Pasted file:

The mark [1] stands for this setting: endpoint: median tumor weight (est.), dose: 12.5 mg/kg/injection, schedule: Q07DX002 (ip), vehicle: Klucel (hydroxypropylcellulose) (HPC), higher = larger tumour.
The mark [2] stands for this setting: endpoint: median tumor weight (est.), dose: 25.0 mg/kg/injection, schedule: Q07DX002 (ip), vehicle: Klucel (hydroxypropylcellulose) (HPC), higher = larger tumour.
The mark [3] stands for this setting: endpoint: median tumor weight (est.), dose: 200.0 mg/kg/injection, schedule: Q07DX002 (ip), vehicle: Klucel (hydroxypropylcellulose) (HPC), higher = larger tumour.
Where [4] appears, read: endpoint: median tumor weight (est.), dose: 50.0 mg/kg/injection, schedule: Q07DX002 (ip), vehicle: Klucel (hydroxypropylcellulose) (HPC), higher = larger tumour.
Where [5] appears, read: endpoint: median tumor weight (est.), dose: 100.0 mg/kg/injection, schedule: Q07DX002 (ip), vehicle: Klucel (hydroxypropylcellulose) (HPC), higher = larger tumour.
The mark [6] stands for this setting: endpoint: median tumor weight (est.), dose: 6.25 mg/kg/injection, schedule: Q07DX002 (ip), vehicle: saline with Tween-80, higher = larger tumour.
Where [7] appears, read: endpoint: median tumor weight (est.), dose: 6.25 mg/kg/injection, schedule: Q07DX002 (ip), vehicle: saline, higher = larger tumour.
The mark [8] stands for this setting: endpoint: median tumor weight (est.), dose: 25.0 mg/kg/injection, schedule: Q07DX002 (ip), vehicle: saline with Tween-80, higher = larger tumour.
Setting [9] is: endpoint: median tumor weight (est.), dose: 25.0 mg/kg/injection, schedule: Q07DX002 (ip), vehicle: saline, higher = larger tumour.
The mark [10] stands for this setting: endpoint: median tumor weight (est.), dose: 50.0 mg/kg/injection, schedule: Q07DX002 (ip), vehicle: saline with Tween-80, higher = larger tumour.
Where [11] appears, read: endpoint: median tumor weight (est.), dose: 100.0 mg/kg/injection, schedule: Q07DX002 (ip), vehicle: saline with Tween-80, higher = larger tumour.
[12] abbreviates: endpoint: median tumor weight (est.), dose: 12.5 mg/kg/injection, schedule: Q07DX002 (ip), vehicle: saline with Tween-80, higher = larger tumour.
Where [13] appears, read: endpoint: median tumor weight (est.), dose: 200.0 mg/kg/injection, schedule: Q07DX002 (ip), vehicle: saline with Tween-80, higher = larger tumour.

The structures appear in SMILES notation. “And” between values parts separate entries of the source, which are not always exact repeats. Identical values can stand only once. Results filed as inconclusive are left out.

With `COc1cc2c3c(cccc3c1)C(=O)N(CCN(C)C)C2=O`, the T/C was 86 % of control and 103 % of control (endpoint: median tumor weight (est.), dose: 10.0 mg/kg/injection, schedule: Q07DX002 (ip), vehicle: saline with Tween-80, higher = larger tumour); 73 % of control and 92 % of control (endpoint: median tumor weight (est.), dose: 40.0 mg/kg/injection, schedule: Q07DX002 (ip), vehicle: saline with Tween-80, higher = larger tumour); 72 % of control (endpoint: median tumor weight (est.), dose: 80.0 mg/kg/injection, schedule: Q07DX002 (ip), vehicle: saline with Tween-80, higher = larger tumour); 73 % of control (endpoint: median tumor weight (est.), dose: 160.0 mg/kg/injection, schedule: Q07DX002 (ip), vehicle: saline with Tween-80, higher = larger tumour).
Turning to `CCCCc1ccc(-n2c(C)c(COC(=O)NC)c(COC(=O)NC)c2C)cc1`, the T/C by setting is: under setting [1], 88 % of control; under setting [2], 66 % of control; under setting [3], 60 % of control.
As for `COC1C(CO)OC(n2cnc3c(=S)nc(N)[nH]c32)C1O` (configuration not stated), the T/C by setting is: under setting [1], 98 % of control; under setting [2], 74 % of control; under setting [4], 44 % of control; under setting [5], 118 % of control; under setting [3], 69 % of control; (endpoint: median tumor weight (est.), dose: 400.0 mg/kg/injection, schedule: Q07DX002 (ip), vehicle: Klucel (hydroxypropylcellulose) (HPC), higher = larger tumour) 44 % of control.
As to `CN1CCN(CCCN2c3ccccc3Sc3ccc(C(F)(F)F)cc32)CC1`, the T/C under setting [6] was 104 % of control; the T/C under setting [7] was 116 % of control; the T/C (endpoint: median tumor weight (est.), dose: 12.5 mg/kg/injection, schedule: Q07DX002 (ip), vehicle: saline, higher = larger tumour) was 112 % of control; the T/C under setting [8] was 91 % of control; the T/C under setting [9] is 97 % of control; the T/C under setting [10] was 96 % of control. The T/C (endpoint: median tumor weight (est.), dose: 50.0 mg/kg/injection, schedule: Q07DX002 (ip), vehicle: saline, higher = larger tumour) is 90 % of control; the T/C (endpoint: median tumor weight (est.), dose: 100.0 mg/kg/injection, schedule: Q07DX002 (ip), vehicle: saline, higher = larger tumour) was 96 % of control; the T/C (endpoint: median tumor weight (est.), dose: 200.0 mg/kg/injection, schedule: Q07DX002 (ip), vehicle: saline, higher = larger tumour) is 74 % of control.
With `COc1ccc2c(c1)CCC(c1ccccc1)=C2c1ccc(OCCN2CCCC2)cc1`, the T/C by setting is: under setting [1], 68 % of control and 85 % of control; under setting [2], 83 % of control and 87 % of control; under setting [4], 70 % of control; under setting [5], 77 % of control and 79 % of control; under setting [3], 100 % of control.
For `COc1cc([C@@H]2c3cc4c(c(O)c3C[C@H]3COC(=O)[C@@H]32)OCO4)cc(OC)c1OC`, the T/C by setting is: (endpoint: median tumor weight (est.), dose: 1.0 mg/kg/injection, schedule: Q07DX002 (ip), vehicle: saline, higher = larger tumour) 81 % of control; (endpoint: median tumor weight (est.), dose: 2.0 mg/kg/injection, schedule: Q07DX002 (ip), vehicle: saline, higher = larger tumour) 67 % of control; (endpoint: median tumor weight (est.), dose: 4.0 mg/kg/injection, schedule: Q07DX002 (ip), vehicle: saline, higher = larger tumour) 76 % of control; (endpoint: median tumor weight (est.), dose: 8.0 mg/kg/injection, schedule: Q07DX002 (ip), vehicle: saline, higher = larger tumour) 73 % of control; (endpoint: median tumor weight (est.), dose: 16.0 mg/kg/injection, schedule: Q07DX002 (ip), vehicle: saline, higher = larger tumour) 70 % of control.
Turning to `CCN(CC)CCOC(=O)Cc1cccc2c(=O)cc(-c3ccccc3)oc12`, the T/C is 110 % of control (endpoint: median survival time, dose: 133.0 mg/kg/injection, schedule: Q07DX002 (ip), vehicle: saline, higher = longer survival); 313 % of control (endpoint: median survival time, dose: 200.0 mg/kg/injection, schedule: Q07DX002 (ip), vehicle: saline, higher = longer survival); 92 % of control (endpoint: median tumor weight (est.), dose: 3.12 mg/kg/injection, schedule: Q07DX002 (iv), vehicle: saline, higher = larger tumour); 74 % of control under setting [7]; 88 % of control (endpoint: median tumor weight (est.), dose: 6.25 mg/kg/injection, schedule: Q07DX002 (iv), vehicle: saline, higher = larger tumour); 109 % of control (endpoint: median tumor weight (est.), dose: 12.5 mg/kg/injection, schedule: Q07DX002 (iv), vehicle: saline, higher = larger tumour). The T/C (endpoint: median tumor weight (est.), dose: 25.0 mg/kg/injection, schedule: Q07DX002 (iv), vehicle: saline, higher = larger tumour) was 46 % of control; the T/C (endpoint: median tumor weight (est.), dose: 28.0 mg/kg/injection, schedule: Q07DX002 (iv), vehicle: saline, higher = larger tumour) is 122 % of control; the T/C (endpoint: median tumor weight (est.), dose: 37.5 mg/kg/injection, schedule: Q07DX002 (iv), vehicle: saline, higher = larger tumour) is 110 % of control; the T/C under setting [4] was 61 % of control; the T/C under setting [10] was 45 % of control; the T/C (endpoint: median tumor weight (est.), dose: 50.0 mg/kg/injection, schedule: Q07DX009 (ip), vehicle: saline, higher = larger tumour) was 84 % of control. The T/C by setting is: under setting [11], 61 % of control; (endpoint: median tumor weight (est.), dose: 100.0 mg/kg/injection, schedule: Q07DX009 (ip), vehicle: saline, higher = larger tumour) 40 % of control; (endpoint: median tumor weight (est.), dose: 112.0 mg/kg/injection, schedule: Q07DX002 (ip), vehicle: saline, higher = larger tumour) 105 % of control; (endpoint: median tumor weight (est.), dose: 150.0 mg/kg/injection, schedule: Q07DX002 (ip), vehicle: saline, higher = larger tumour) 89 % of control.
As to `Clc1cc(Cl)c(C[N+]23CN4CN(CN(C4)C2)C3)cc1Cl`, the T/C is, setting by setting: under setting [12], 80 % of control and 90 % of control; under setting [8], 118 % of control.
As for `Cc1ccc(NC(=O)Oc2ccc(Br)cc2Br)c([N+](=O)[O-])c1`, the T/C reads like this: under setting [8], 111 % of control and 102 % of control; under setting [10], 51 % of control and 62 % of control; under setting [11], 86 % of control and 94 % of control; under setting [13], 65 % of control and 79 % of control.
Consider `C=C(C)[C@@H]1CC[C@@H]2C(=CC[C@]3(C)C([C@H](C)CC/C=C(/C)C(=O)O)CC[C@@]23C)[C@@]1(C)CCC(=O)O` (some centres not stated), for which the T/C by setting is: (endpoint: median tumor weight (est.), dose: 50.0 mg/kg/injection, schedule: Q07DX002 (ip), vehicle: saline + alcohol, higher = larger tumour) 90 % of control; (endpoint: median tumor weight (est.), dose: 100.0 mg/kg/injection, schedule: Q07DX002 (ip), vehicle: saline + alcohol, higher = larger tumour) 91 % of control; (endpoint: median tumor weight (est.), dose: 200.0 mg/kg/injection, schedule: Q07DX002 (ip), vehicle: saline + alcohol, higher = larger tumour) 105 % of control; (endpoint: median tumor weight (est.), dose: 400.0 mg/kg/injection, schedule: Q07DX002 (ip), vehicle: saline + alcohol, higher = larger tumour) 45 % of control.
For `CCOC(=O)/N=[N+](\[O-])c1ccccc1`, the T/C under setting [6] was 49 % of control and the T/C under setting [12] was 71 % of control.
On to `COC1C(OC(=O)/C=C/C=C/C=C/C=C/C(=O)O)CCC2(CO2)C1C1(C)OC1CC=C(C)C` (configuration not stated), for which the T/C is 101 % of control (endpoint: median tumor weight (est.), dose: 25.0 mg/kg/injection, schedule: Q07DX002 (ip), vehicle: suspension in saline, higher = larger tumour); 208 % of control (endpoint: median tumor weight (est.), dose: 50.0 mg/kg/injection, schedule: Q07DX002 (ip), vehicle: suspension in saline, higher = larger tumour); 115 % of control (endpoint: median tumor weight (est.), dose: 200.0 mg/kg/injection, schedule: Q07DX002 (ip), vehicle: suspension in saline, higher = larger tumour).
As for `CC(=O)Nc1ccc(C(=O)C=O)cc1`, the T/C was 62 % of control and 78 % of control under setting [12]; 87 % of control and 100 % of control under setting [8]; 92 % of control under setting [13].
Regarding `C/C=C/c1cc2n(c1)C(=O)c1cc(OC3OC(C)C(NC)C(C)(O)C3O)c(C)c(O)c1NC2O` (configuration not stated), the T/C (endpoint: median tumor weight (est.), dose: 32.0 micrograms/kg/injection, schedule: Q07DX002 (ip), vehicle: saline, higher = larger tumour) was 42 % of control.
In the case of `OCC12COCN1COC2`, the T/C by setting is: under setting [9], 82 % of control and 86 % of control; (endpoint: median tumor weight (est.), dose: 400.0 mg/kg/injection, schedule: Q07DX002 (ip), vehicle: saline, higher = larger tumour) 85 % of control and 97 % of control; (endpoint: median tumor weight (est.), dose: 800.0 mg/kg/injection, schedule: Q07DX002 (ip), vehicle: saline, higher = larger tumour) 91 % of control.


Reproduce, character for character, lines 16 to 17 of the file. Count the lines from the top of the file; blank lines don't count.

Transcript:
Turning to `CCCCc1ccc(-n2c(C)c(COC(=O)NC)c(COC(=O)NC)c2C)cc1`, the T/C by setting is: under setting [1], 88 % of control; under setting [2], 66 % of control; under setting [3], 60 % of control.
As for `COC1C(CO)OC(n2cnc3c(=S)nc(N)[nH]c32)C1O` (configuration not stated), the T/C by setting is: under setting [1], 98 % of control; under setting [2], 74 % of control; under setting [4], 44 % of control; under setting [5], 118 % of control; under setting [3], 69 % of control; (endpoint: median tumor weight (est.), dose: 400.0 mg/kg/injection, schedule: Q07DX002 (ip), vehicle: Klucel (hydroxypropylcellulose) (HPC), higher = larger tumour) 44 % of control.